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Unread 12-04-2005, 06:25 PM   #38
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Hello All,

Interesting debate here. As one of the original 'lab rats' during some of the studies of bupe in early 90's (Burlington VT...2 trips through the fun house there) and, unfortunately, a current suboxone patient I'll try to contribute soon.

But for the now: leeglegle requested to know what site ratchet referred to in some of his posts.

I invite you to visit here: http://www.heroin-detox.com/default.asp
and join the discussion.

Jim
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Unread 12-04-2005, 06:31 PM   #39
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I don't think anyone is disputing that buprenorphine is an opioid. It should be acknowledged that a partial agonist is not the same as a smaller dose of a full agonist and the properties of one cannot be inferred on the other. I'm not paid by Reckitt and am only here because I have seen how this medication has helped many of my patients that did not respond to any other treatment. I think it's a good idea to stick with the facts, and not speculate, do you disagree with that?

Rachet: What "objective research" are you referring to? I would like to read it.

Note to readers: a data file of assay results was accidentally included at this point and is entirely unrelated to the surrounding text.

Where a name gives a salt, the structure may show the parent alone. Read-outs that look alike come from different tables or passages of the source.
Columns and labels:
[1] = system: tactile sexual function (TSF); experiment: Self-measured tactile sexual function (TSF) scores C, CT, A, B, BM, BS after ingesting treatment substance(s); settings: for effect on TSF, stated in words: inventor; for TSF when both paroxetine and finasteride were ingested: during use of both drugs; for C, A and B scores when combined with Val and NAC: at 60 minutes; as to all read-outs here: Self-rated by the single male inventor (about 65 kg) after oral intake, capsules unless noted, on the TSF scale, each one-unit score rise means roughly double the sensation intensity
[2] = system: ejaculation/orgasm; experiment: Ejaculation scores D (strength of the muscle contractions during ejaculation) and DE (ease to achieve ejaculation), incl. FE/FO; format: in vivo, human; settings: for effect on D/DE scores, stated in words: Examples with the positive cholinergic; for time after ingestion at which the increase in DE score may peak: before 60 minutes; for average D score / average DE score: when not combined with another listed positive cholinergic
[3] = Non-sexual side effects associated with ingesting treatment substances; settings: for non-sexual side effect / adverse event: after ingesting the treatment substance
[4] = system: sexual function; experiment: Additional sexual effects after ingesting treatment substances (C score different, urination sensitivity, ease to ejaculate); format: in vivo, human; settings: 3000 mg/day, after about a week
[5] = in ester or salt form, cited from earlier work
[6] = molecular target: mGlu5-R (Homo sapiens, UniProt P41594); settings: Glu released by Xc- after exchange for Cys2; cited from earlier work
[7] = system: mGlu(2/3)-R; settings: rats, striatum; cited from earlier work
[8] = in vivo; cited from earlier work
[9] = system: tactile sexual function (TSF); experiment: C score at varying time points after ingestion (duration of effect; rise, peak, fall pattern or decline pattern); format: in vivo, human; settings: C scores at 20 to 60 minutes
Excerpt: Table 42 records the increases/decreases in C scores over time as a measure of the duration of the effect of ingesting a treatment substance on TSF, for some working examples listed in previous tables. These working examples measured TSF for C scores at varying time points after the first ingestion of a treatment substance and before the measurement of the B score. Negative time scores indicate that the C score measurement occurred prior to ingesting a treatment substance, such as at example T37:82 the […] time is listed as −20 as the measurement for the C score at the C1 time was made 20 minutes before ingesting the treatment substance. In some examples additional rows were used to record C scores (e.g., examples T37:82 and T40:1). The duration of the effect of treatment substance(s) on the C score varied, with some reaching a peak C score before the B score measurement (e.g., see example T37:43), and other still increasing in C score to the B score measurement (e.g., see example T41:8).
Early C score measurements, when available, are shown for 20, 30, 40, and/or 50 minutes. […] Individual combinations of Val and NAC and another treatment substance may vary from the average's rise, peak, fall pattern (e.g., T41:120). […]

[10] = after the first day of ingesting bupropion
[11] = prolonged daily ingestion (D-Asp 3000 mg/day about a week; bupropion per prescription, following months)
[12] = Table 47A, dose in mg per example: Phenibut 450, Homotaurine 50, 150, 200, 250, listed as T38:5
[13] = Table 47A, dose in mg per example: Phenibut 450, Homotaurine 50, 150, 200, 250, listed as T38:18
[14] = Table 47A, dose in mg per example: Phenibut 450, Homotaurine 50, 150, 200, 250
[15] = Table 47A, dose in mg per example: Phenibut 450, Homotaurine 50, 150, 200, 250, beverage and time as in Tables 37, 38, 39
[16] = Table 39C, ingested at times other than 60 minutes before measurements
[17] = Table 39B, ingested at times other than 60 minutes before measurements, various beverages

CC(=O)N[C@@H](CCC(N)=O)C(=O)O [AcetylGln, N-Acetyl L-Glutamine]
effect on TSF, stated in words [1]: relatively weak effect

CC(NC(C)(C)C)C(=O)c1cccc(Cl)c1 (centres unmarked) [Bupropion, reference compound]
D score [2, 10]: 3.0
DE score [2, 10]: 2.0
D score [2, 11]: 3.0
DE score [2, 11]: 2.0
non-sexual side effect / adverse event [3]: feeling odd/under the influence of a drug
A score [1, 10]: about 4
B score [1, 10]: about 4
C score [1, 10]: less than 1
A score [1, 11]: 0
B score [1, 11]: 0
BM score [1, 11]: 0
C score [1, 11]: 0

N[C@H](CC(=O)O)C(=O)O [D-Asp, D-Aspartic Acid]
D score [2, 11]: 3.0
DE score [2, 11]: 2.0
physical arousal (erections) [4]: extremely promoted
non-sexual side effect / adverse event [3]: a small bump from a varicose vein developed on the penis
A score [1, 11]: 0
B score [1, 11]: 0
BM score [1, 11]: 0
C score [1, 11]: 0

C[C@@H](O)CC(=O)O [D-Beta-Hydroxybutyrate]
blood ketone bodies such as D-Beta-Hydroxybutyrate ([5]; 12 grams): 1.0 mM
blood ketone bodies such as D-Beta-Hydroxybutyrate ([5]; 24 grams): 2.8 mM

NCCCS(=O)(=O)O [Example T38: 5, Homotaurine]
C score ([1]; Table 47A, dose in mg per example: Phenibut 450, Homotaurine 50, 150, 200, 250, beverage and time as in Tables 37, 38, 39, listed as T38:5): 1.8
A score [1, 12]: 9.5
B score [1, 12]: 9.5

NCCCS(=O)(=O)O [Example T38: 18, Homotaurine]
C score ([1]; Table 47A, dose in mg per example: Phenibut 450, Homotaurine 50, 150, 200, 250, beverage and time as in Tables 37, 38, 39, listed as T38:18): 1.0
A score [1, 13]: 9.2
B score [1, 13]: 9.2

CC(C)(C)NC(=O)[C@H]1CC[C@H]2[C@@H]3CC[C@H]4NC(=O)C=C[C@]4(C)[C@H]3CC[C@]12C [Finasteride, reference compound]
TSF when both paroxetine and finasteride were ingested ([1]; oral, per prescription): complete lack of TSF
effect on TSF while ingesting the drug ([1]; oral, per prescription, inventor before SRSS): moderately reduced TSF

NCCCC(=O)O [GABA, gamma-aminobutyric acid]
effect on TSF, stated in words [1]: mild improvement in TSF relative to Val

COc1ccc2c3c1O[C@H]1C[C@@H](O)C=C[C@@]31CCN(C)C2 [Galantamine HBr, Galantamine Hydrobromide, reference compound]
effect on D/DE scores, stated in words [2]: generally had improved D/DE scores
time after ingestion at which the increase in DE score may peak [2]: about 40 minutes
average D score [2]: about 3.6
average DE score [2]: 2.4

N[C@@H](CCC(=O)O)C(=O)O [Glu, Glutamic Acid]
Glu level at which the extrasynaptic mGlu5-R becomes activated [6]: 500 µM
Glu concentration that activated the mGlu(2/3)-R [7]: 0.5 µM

W.
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Unread 12-04-2005, 06:37 PM   #40
Mike
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That's a good place to go for non-science expiriences and where those kinds of discussions should be.
Mike
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Unread 12-04-2005, 06:39 PM   #41
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hi ratchet and everyone, ratchet i think the reason you may find this forum pro-bupe is that the people here have had good experiences on it. i'm fully aware of what it is, what it does, but for me right now it is helping me overcome my 5-year oxy addiction. as i was reading about your statement about the funding, let me just put this here to keep the honor of posting facts to back statements up. I found it in the 'About Us' section:

Funding for this organization began with the two co-founders self funding and soon additional funding was given by anonymous donors whose lives were saved by buprenorphine treatment and were willing to contribute to the cause. Reckitt Benckiser Pharmaceuticals, Inc., in Richmond VA, is also a contributor. We were very reluctant to seek funding from a pharmaceutical company in fear of being seen as an arm of or cover for a drug company. We eventually accepted limited funding in the form of an "Unrestricted Educational Grant" Unrestricted in that there are no "strings" as to how the funds are used, there are no restrictions on the content or mission of this site. Reckitt is currently the only FDA approved maker of a buprenorphine based product for addiction. We are a source of information and a tool for helping patients connect with physicians. Once our 501(c)3 status is approved we plan to seek funding from government grants and though other sources.